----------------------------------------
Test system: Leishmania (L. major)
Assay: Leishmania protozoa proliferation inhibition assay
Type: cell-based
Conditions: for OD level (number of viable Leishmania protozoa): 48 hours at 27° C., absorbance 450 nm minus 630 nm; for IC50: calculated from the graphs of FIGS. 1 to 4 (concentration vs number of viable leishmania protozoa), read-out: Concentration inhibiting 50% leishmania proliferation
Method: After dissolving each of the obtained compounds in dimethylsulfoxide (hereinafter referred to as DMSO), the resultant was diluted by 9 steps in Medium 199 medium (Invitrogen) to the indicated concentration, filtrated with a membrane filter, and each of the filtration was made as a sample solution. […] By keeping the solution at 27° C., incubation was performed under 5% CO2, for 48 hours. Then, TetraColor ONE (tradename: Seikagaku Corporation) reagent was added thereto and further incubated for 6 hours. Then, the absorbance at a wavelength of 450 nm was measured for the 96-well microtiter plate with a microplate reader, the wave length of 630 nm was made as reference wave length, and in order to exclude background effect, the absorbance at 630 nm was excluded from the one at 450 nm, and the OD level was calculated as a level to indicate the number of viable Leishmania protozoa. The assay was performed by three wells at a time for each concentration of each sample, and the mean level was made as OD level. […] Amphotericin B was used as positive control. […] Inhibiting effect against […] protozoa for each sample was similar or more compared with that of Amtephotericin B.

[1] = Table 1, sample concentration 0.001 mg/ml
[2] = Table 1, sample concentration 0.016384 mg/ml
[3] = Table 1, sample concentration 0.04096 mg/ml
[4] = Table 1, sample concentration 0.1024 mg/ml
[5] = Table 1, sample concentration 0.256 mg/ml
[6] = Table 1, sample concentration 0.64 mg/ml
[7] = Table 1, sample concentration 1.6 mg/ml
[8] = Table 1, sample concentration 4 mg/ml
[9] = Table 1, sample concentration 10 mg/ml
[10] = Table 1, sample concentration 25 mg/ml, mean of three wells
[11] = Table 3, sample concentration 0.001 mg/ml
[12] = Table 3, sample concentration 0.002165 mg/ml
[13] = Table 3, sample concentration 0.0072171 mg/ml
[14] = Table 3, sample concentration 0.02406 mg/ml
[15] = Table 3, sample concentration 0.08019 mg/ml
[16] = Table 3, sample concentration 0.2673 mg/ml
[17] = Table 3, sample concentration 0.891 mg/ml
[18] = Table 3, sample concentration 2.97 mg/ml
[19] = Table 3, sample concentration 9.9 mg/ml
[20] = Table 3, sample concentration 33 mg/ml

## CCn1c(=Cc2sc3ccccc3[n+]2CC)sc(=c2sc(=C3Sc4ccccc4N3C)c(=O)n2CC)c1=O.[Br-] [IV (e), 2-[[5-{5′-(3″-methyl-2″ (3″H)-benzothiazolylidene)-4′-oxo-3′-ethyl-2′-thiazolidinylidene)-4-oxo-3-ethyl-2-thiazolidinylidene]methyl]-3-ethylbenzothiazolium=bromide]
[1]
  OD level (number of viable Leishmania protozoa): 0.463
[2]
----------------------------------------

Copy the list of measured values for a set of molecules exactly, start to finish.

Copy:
Test system: Leishmania (L. major)
Assay: Leishmania protozoa proliferation inhibition assay
Type: cell-based
Conditions: for OD level (number of viable Leishmania protozoa): 48 hours at 27° C., absorbance 450 nm minus 630 nm; for IC50: calculated from the graphs of FIGS. 1 to 4 (concentration vs number of viable leishmania protozoa), read-out: Concentration inhibiting 50% leishmania proliferation
Method: After dissolving each of the obtained compounds in dimethylsulfoxide (hereinafter referred to as DMSO), the resultant was diluted by 9 steps in Medium 199 medium (Invitrogen) to the indicated concentration, filtrated with a membrane filter, and each of the filtration was made as a sample solution. […] By keeping the solution at 27° C., incubation was performed under 5% CO2, for 48 hours. Then, TetraColor ONE (tradename: Seikagaku Corporation) reagent was added thereto and further incubated for 6 hours. Then, the absorbance at a wavelength of 450 nm was measured for the 96-well microtiter plate with a microplate reader, the wave length of 630 nm was made as reference wave length, and in order to exclude background effect, the absorbance at 630 nm was excluded from the one at 450 nm, and the OD level was calculated as a level to indicate the number of viable Leishmania protozoa. The assay was performed by three wells at a time for each concentration of each sample, and the mean level was made as OD level. […] Amphotericin B was used as positive control. […] Inhibiting effect against […] protozoa for each sample was similar or more compared with that of Amtephotericin B.

[1] = Table 1, sample concentration 0.001 mg/ml
[2] = Table 1, sample concentration 0.016384 mg/ml
[3] = Table 1, sample concentration 0.04096 mg/ml
[4] = Table 1, sample concentration 0.1024 mg/ml
[5] = Table 1, sample concentration 0.256 mg/ml
[6] = Table 1, sample concentration 0.64 mg/ml
[7] = Table 1, sample concentration 1.6 mg/ml
[8] = Table 1, sample concentration 4 mg/ml
[9] = Table 1, sample concentration 10 mg/ml
[10] = Table 1, sample concentration 25 mg/ml, mean of three wells
[11] = Table 3, sample concentration 0.001 mg/ml
[12] = Table 3, sample concentration 0.002165 mg/ml
[13] = Table 3, sample concentration 0.0072171 mg/ml
[14] = Table 3, sample concentration 0.02406 mg/ml
[15] = Table 3, sample concentration 0.08019 mg/ml
[16] = Table 3, sample concentration 0.2673 mg/ml
[17] = Table 3, sample concentration 0.891 mg/ml
[18] = Table 3, sample concentration 2.97 mg/ml
[19] = Table 3, sample concentration 9.9 mg/ml
[20] = Table 3, sample concentration 33 mg/ml

## CCn1c(=Cc2sc3ccccc3[n+]2CC)sc(=c2sc(=C3Sc4ccccc4N3C)c(=O)n2CC)c1=O.[Br-] [IV (e), 2-[[5-{5′-(3″-methyl-2″ (3″H)-benzothiazolylidene)-4′-oxo-3′-ethyl-2′-thiazolidinylidene)-4-oxo-3-ethyl-2-thiazolidinylidene]methyl]-3-ethylbenzothiazolium=bromide]
[1]
  OD level (number of viable Leishmania protozoa): 0.463
[2]